>Standards were set sky high with Jennifer Hudson‘s self titled debut album released in 2008. And though the album was decent, it felt underwhelming somehow. It just didn’t manage to stand above the other R&B offerings out at the time, we all knew she could sing but there wasn’t much personality to go along with it.
With her recently released follow up “I Remember Me“, she seems to bring more confidence and character to her voice and it works out well. Along with that, the album offers a more diverse range of sounds to show off her versatility. To be honest it’s not all great, some of the material is just too common and similar to other R&B acts, but there’s enough here to show some major growth and Hudson comes off as a totally different singer and artist than on the last album.
The album opener, a nice bouncy Urban track “No One Gonna Love You” has her in a really confident and sassy stance and breezing through the song with major vocal strength with the ease of a real professional. As does the albums first single “Where You At”, whose repetitive hook would have resulted in disaster if it was any other singer however Jennifer makes it work. The albums best tracks takes Hudson in a 70’s 80’s Soul and Funk direction which she performs with the appropriate attitude and grit. The Alicia Keys penned “Angel” has Jennifer channeling divas like Chaka Khan and Teena Marie but still putting her own stamp on the sound. “Everybody Needs Love”, which stands out primarily because of it’s unique fresh and new production (a mix of 90’s House specifically the Dub sound, and smooth R&B) is elevated by her commitment to the sound. This and “Don’t Look Down” are the Dance numbers her debut was missing, and these are destined to be remixed into thumping House anthems for the Club crowd.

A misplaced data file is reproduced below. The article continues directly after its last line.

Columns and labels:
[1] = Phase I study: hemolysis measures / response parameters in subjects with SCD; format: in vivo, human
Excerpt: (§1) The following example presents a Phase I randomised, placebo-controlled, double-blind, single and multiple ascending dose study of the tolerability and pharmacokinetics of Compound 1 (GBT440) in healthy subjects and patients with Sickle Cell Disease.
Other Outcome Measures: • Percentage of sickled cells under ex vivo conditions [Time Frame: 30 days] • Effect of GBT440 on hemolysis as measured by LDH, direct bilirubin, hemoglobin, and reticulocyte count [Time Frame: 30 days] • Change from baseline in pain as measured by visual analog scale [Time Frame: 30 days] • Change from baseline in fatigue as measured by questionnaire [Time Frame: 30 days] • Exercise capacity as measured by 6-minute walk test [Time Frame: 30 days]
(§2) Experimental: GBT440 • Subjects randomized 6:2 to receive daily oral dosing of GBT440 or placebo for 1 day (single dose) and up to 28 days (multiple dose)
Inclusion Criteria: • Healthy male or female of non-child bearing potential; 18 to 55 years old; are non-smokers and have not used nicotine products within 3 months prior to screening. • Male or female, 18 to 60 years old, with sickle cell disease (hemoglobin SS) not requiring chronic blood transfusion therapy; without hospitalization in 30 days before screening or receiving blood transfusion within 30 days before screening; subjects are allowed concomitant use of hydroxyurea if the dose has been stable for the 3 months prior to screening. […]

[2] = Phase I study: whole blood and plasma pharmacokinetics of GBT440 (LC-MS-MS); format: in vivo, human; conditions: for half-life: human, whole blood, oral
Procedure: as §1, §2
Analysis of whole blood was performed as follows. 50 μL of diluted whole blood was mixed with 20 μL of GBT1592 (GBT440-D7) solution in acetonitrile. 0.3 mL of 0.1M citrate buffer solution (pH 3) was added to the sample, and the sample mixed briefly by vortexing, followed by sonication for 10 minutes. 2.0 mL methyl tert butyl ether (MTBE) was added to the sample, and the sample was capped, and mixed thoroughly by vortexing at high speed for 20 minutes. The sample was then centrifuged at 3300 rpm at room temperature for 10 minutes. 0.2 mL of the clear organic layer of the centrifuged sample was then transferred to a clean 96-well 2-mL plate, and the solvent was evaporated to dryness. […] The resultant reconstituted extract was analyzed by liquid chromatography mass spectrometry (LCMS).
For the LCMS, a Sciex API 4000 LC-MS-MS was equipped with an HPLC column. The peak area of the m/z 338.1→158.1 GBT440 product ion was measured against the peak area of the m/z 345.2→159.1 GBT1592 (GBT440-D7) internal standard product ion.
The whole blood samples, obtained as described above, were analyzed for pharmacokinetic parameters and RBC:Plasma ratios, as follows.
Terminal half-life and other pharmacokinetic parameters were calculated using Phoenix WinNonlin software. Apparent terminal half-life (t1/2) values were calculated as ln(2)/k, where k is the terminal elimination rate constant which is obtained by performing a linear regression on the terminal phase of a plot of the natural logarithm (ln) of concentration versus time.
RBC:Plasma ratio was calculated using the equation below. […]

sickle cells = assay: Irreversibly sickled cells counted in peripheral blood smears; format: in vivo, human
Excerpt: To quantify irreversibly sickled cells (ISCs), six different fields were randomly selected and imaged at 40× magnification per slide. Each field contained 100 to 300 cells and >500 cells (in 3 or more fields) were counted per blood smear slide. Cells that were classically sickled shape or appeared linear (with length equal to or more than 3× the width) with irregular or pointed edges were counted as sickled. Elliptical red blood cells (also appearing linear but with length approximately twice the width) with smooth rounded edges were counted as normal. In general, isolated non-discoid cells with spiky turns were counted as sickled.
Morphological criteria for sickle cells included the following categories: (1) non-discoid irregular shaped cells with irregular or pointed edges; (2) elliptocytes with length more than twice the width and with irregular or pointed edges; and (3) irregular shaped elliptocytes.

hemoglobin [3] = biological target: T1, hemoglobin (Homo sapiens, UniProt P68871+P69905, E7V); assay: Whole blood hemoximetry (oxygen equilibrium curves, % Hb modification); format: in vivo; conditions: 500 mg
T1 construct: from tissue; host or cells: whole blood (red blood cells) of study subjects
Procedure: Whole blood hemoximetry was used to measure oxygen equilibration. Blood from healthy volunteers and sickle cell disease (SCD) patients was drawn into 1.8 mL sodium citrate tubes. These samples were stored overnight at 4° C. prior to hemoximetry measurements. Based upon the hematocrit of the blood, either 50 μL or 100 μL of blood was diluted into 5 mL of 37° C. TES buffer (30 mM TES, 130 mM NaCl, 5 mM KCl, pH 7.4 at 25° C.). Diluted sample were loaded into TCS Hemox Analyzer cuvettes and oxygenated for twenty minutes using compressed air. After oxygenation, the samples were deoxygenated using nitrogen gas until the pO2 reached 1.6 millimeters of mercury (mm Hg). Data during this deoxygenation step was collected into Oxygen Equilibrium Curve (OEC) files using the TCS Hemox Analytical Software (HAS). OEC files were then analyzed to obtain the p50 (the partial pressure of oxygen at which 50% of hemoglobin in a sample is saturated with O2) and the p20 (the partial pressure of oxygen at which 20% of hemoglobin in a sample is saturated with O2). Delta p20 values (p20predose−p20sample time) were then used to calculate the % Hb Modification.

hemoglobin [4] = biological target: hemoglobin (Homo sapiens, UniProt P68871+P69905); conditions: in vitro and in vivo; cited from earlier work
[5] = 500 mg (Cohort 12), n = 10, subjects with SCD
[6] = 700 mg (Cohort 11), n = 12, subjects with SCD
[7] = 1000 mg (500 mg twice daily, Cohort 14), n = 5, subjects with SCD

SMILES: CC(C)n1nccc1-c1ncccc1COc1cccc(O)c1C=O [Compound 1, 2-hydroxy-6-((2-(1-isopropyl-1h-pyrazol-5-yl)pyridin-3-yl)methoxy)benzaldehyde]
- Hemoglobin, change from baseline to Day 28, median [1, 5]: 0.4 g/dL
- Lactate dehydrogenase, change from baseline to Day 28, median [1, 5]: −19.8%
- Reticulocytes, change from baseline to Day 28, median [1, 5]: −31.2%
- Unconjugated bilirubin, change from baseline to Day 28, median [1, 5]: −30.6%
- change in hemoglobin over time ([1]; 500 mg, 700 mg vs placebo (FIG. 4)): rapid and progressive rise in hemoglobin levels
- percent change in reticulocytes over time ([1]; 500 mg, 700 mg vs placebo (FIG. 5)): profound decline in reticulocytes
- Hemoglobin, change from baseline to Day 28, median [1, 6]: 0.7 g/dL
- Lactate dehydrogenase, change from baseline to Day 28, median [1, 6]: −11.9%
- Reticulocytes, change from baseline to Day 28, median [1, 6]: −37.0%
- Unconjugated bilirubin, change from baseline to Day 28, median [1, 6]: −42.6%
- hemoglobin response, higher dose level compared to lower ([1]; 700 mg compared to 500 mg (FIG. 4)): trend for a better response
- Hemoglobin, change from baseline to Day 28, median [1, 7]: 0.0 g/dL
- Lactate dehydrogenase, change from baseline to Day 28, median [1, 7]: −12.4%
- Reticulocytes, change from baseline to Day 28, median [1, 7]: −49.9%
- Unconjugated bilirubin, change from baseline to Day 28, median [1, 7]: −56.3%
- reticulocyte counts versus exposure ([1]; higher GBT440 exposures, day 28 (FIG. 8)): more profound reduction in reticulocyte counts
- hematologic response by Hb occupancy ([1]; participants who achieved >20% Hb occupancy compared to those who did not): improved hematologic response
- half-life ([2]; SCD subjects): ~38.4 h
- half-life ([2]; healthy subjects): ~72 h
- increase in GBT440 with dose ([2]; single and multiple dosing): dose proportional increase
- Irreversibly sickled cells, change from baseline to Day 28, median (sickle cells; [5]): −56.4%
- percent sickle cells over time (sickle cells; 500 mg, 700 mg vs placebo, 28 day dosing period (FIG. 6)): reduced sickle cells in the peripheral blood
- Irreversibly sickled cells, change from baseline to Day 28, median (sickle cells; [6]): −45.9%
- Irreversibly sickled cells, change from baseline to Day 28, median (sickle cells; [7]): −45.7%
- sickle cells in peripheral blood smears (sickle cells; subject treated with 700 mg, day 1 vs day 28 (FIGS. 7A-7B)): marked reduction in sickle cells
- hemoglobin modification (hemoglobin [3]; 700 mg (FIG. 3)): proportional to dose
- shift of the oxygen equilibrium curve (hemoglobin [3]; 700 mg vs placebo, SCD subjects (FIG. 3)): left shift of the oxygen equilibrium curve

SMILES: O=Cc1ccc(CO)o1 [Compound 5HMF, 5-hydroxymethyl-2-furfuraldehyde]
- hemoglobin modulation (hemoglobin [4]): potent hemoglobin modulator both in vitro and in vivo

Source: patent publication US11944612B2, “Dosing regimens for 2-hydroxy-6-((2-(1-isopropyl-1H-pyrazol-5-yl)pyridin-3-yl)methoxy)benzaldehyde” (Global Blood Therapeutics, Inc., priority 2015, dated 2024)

And even the songs that aren’t total winners are still passable and possible growers like the anthemic “I Got This” and the title track, which is slightly predictable in lyric but given a different light thanks to her voice. “Gone” suffers from a terrible boring hook, but you have to appreciate her taking a risk on a pop/rock song that you’d imagine a Kelly Clarkson singing. The rest of the album is just average, while the closer “Believe” is just stunningly beautiful lyrically and vocally. The album may not be one of the stand out R&B albums to be released but it shows even more promise and gives listeners even more reason to celebrate her immense talents. While her first album may have left people wanting more, this album shows that she is indeed a true vocal artist — and that there’s no reason why she won’t be around for a long time.